In a supplemental brief,
Kelly's counsel "acknowledges that there exists little evidence
in this case which could be classified as mitigating," and
points out that this type of mitigating evidence can be a "double-edged
sword ... [that] creates a sense of fear in the jury as often as
it creates a sense of sympathy." We agree. This is a classic
example of a judgment call by trial counsel and we are pointed
to nothing to suggest that it was otherwise. See Strickland, 104
S.Ct at 2065; see also Millard v. Lynaugh, 810 F.2d 1403, 1410
(5th Cir.) (citing Strickland), cert. denied, --- U.S. ----, 108
S.Ct. 122, 98 L.Ed.2d 81 (1987).
Nor was the district court
required to hold an evidentiary hearing to determine whether
trial counsel's failure to request a charge on mitigation was
due to ineffectiveness.
The law in this circuit is
clear: to be entitled to a hearing on ineffectiveness, a habeas
petitioner must allege facts which, if proved, would overcome
the presumptions that trial counsel is effective and that trial
conduct is the product of reasoned strategy decisions.
Taylor v. Maggio, 727 F.2d
341, 349 (5th Cir.1984). Kelly has not alleged such facts, and
we decline to require an evidentiary hearing on his claim of
ineffective assistance of counsel. See Baldwin v. Blackburn, 653
F.2d 942, 947 (5th Cir. Unit A 1981).
Kelly also alleges his
appellate counsel was ineffective because he failed to raise the
admissibility of the confession on appeal. Again, however, Kelly
fails to meet the Strickland standard. Kelly suffered no
prejudice because the en banc Texas Court of Criminal Appeals
specifically reviewed the confession issue. Ex parte Kelly,
Application No. 14,711, slip op. (Tex.Crim.App. Jan. 11, 1985).
attacks the constitutionality of Texas' capital punishment
scheme, urging that it is flawed because the jury is prevented
from considering mitigating evidence except on the issues of the
deliberateness of the murder and the probability of future
Until recently, the
constitutionality of the Texas capital punishment scheme was a
settled matter. See Jurek v. Texas, 428 U.S. 262, 96 S.Ct. 2950,
49 L.Ed.2d 929 (1976); see also Lockett v. Ohio, 438 U.S. 586,
607, 98 S.Ct. 2954, 2966, 57 L.Ed.2d 973 (1978) (Burger, C.J.).
However, in Franklin v. Lynaugh, --- U.S. ----, 108 S.Ct. 2320,
101 L.Ed.2d 155 (1988), prior law was called into question when
only four justices joined the plurality opinion reaffirming
Jurek. Justice O'Connor's concurrence affirmed the
constitutionality of the Texas scheme as related to the
mitigating evidence before the Court in Franklin, but the
opinion rested on grounds suggesting that different mitigating
circumstances might warrant a different result.
Since Justice O'Connor's
concurrence presents the narrower of the two positions
attracting the majority required for affirmance, we take it as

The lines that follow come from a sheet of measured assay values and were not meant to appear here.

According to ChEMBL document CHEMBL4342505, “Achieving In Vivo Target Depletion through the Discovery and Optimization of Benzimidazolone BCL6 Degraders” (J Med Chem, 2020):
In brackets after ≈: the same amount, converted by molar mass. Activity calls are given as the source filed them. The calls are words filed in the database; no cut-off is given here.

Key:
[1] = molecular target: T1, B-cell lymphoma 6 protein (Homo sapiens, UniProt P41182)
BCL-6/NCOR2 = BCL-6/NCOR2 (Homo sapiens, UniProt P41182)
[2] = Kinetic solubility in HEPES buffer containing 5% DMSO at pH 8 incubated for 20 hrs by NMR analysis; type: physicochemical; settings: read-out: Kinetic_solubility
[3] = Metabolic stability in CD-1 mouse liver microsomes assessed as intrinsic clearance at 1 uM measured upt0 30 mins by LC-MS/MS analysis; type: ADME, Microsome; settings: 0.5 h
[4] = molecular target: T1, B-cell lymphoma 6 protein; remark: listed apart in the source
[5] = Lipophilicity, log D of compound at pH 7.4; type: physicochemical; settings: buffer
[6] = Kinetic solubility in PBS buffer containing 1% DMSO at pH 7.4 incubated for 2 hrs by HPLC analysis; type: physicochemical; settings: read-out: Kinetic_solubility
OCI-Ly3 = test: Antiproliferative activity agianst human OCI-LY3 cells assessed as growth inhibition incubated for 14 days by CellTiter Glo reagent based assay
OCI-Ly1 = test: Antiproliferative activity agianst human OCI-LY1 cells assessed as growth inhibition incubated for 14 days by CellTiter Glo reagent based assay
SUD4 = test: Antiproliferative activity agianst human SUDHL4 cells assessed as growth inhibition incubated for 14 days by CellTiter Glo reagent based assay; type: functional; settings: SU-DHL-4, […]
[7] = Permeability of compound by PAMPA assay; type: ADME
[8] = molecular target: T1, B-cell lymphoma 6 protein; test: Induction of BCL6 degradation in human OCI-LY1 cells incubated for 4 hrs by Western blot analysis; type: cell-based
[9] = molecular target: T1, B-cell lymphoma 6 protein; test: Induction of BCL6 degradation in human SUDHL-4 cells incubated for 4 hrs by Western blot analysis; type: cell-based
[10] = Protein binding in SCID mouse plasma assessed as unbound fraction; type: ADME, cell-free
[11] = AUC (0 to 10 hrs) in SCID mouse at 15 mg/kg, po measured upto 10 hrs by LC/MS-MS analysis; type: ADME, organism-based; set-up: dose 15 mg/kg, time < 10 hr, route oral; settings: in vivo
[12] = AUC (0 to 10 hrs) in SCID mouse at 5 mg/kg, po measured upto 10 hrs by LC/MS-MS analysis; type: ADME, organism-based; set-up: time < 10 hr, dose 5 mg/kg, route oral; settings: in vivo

the rule of Franklin, at least until the Court speaks more
clearly. The test used by the concurrence is described in the
petitioner had introduced mitigating evidence about his
background or character or the circumstances of the crime that
was not relevant to the special verdict questions, or that had
relevance to the defendant's moral culpability beyond the scope
of the special verdict questions, the jury instructions would
have provided the jury with no vehicle for expressing its "reasoned
moral response" to that evidence. If this were such a case, then
we would have to decide whether the jury's inability to give
effect to that evidence amounted to an Eighth Amendment
Franklin, 108 S.Ct. at 2333 (O'Connor,
J., concurring). The opinion concludes, however, that the
mitigating evidence introduced by Franklin, his discipline
record while in custody, could be given mitigating effect by the
jury in answering the question regarding future dangerousness.
Kelly only points specifically
to one item of potentially mitigating evidence in his case.
In the guilt phase of the trial, Kelly's confession was
introduced which indicated that he had taken drugs sometime
prior to the murders. Kelly's counsel did not emphasize this
fact in the sentencing phase. Even if this evidence of voluntary
intoxication is considered mitigating, it could clearly be given
full effect by the jury in deciding whether Kelly acted
deliberately. We have already held that Kelly's counsel was not
ineffective for failing to request a charge on mitigation due to
Kelly argues that more
mitigating evidence was not offered because at the time of trial
no instructions regarding the mitigating effect of the evidence
could have been obtained. Since much mitigating evidence can be
a "double-edged sword," creating fear in the jury as well as